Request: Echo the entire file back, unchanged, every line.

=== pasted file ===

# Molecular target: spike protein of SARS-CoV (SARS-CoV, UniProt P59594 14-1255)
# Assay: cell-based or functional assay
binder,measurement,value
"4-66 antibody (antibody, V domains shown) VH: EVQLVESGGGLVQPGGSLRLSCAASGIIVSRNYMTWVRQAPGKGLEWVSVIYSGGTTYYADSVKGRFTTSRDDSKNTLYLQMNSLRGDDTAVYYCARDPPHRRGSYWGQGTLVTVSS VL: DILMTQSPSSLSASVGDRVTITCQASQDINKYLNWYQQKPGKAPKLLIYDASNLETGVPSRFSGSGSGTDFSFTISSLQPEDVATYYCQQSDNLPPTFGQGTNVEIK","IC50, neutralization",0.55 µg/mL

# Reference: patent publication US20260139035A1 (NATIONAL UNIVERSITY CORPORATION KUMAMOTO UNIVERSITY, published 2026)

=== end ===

# Molecular target: spike protein of SARS-CoV (SARS-CoV, UniProt P59594 14-1255)
# Assay: cell-based or functional assay
binder,measurement,value
"4-66 antibody (antibody, V domains shown) VH: EVQLVESGGGLVQPGGSLRLSCAASGIIVSRNYMTWVRQAPGKGLEWVSVIYSGGTTYYADSVKGRFTTSRDDSKNTLYLQMNSLRGDDTAVYYCARDPPHRRGSYWGQGTLVTVSS VL: DILMTQSPSSLSASVGDRVTITCQASQDINKYLNWYQQKPGKAPKLLIYDASNLETGVPSRFSGSGSGTDFSFTISSLQPEDVATYYCQQSDNLPPTFGQGTNVEIK","IC50, neutralization",0.55 µg/mL

# Reference: patent publication US20260139035A1 (NATIONAL UNIVERSITY CORPORATION KUMAMOTO UNIVERSITY, published 2026)